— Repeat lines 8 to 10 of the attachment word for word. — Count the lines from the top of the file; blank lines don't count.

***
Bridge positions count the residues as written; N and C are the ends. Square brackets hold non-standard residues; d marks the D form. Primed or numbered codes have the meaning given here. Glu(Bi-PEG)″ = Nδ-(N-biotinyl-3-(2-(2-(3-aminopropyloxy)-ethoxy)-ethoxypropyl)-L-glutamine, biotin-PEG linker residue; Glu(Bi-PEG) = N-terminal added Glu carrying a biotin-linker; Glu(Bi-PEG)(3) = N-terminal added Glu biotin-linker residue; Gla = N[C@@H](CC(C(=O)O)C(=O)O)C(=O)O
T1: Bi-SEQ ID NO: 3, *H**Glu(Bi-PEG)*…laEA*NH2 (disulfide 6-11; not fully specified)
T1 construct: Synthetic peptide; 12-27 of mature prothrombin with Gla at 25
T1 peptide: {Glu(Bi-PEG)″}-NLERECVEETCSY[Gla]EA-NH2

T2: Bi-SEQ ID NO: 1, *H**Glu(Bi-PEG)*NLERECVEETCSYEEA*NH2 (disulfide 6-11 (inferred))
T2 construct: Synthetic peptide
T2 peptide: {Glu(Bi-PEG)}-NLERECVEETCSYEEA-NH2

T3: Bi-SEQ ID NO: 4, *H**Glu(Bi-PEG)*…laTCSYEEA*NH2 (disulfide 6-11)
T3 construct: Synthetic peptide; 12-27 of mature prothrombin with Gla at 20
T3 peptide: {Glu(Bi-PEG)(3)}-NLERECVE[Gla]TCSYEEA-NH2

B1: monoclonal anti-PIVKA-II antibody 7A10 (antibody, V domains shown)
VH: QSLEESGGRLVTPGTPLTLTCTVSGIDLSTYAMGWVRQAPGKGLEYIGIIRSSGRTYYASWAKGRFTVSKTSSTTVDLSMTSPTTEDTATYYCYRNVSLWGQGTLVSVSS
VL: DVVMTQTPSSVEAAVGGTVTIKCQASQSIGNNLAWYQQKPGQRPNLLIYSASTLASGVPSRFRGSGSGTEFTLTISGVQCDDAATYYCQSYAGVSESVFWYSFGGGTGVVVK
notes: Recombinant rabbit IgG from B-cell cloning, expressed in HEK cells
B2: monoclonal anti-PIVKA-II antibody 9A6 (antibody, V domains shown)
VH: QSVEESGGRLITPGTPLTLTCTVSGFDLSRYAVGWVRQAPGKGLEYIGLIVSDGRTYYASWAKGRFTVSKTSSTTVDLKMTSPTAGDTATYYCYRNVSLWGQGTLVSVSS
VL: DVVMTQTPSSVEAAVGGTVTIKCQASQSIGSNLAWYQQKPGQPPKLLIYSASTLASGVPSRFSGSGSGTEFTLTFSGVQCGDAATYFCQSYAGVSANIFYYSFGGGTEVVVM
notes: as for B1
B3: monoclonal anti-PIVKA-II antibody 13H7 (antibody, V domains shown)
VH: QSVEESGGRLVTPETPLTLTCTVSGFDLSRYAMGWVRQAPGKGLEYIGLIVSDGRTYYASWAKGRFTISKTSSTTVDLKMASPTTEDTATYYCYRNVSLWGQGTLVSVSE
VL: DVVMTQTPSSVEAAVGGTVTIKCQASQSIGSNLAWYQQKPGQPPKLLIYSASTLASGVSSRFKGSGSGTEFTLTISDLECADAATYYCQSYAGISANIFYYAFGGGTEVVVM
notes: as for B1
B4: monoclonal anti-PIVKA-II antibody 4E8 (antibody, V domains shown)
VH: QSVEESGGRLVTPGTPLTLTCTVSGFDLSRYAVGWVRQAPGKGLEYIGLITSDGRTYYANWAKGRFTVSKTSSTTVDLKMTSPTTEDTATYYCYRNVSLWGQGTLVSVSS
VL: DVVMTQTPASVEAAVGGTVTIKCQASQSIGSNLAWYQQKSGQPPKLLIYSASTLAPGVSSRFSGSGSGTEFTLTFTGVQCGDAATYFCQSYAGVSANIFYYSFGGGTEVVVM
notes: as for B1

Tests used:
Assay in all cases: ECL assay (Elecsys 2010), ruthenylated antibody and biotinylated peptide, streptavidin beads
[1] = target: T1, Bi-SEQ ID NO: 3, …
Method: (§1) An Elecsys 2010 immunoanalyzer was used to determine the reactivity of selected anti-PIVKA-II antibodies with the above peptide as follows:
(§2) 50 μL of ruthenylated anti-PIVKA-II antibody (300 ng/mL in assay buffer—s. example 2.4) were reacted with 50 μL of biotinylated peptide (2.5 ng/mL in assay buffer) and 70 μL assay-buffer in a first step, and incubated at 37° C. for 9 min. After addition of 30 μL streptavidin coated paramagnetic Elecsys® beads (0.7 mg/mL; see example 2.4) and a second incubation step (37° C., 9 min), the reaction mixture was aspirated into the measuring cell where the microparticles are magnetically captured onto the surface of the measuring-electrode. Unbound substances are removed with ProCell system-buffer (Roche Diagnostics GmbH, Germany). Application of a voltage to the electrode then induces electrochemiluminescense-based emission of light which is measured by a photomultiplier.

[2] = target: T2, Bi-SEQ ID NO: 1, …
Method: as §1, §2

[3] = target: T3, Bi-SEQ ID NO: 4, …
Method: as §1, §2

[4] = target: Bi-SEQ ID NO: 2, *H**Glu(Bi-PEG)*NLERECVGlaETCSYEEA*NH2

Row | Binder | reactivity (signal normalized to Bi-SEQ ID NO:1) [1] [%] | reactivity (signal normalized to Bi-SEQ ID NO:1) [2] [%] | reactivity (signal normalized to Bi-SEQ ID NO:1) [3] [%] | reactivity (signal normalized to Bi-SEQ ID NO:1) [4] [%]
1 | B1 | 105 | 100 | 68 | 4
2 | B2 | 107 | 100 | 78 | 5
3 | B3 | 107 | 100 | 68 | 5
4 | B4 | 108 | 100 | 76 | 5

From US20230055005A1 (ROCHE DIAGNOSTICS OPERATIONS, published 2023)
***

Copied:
T3: Bi-SEQ ID NO: 4, *H**Glu(Bi-PEG)*…laTCSYEEA*NH2 (disulfide 6-11)
T3 construct: Synthetic peptide; 12-27 of mature prothrombin with Gla at 20
T3 peptide: {Glu(Bi-PEG)(3)}-NLERECVE[Gla]TCSYEEA-NH2